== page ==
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Purpose: Although the number of antiepileptic drugs (AEDs) is increasing, none displays neuroprotective or antiepileptogenic properties that could prevent status epilepticus (SE)–induced drug-resistant epilepsy. Ketogenic diet (KD) and calorie restriction (CR) are proposed as alternative treatments in epilepsy. Our goal was to assess the neuroprotective or antiepileptogenic effect of these diets in a well-characterized model of mesial temporal lobe epilepsy following initial SE induced by lithium-pilocarpine in adult rats.
Methods: Seventy-five P50 male Wistar rats were fed a specific diet: normocalorie carbohydrate (NC), hypocalorie carbohydrate (HC), normocalorie ketogenic (NK), or hypocalorie ketogenic (HK). Rats were subjected to lithium-pilocarpine SE, except six NC to constitute a control group for histology (C). Four rats per group were implanted with epidural electrodes to record electroencephalography (EEG) during SE and the next six following days. From the seventh day, the animals were video-recorded 10 h daily to determine latency to epilepsy onset. Neuronal loss in hippocampus and parahippocampal cortices was analyzed 1 month after the first spontaneous seizure.
Results: After lithium-pilocarpine injection, neither KD nor CR modified SE features or latency to epilepsy. In hippocampal layers, KD or CR exhibited a neuroprotective potential without cooperative effect. Parahippocampal cortices were not protected by the diets.
Conclusion: The antiepileptic effect of KD and/or CR is overwhelmed by lithium-pilocarpine injection. The isolated protection of hippocampal layers induced by KD or CR or their association failed to modify the course of epileptogenesis.
More than 10 new antiepileptic drugs (AEDs) have been developed during the last two decades. They especially improved patients’ quality of life but failed to demonstrate a neuroprotective or antiepileptogenic effect. In the peculiar case of chronic drug-resistant epilepsy, a neuroprotective therapy design has to be acceptable for a long period with few adverse effects. The ketogenic diet (KD) could match these features. For almost a century, the KD has been a commonly used alternative therapy to manage drug-resistant epilepsies, especially in childhood (Swink et al., 1997; Vining et al., 1998; Hartman & Vining, 2007; Cross, 2009). The KD is a high-fat, low-protein plus low-carbohydrate diet with a usual ratio by weight of 4:1 fats to carbohydrates plus proteins. The antiepileptic effect of the KD increases for the first 2 weeks after its onset (Freeman et al., 2000). A moderate (5–10%) calorie restriction can be a part of the KD in clinical practice (Bough et al., 2000a,b).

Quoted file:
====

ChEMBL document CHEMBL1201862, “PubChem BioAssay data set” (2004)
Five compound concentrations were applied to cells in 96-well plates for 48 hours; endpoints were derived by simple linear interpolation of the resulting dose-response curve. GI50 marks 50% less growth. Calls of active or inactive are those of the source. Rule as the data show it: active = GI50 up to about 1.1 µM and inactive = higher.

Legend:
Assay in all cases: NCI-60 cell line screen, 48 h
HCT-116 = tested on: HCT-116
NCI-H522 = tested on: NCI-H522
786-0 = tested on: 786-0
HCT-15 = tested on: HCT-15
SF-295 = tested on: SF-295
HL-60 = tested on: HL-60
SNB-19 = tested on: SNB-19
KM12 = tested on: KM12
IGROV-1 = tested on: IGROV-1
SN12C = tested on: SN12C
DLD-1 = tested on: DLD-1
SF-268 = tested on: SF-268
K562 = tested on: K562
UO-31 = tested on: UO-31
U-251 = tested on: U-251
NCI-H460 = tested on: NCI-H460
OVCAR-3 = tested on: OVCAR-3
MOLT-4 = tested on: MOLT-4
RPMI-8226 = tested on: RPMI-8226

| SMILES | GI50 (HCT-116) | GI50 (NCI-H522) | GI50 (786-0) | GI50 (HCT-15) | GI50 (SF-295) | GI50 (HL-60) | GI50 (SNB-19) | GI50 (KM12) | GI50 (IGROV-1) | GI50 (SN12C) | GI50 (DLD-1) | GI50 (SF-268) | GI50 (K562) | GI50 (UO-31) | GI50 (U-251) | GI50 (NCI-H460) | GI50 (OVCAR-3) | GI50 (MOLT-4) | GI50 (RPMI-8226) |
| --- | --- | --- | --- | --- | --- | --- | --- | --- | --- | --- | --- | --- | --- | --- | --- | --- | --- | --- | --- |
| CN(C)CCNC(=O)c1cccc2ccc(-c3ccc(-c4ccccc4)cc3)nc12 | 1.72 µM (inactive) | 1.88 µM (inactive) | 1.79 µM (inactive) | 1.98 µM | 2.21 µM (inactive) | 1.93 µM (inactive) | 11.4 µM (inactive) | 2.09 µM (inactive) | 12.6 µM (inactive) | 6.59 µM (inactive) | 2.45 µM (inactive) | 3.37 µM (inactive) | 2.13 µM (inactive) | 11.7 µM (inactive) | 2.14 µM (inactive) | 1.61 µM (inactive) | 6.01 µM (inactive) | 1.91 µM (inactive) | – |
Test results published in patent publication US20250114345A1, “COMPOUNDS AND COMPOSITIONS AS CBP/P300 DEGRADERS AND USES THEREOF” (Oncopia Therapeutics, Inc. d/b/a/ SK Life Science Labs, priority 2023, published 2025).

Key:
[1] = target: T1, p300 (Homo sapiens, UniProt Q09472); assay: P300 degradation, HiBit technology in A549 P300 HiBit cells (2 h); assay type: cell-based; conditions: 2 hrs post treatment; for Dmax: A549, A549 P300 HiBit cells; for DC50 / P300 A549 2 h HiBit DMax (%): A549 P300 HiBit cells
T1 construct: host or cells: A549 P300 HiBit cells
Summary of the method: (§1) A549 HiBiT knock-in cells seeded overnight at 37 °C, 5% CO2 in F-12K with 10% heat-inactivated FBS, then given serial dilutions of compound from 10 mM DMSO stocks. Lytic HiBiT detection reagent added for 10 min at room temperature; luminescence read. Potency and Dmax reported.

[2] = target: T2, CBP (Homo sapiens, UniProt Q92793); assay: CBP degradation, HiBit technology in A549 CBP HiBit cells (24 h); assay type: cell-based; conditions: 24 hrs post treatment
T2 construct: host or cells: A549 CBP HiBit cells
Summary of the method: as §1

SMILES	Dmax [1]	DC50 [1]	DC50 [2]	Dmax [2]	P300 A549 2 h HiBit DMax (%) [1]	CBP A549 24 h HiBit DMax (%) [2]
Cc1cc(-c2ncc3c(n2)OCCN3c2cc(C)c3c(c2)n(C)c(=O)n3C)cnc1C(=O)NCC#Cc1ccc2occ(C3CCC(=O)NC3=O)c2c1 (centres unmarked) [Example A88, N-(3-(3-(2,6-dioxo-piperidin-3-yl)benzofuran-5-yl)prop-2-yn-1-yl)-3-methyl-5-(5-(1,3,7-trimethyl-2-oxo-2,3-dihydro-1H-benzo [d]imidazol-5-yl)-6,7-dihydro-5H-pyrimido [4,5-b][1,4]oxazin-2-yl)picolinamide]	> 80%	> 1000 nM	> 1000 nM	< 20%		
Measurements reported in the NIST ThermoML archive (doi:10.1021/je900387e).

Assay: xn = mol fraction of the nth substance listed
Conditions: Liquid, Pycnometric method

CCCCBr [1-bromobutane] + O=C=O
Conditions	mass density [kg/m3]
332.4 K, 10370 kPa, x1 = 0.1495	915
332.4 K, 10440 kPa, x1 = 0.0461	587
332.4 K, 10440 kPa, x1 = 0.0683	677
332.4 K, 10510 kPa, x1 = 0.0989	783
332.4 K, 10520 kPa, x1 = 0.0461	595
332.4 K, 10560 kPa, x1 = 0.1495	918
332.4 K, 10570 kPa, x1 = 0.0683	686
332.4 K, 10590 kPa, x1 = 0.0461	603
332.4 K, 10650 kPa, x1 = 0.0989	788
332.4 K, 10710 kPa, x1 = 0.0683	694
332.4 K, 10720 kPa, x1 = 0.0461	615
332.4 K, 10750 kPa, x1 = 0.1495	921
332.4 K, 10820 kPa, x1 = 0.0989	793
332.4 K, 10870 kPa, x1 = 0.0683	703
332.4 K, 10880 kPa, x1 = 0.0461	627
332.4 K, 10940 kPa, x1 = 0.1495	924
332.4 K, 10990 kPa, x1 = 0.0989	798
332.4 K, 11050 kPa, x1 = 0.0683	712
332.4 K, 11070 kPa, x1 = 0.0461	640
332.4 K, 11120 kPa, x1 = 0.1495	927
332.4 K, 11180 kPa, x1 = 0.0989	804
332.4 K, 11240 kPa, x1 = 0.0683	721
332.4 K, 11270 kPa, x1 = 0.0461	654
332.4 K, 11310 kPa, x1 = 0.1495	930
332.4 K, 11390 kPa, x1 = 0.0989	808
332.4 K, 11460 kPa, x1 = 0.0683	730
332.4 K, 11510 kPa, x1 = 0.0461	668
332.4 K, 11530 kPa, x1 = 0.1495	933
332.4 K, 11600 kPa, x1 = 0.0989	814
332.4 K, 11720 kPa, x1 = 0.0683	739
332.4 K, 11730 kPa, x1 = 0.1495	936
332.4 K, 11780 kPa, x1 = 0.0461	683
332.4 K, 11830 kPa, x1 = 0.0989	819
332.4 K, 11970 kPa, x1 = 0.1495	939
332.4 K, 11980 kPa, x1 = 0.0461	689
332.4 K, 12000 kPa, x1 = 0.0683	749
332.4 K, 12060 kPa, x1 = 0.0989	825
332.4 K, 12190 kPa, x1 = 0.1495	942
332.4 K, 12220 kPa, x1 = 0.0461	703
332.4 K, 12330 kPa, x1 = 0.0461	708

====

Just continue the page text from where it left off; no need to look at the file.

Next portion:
Animal studies support the antiepileptic efficacy of the KD. In rodents, the KD increases epileptic seizure threshold significantly about 1–2 weeks after initiation (Appleton & DeVivo, 1974; Bough & Eagles, 1999; Rho et al., 1999; Bough et al., 2006). In addition, a potential neuroprotective effect of KD is suggested by its ability to reduce cellular loss and mossy fiber sprouting after status epilepticus (SE) (Muller-Schwarze et al., 1999; Su et al., 2000; Noh et al., 2003; Sullivan et al., 2004).
The aim of our study was to assess the antiepileptogenic efficacy of a calorie-restricted KD in the model of limbic epilepsy subsequent to lithium-pilocarpine–induced SE in rats. Because the antiepileptic potential of a calorie-restricted carbohydrate diet is also reported in animal models (Bough et al., 2003; Eagles et al., 2003; Raffo et al., 2008), our additional goal was to determine the respective impact of the KD and calorie restriction (CR) alone or combined.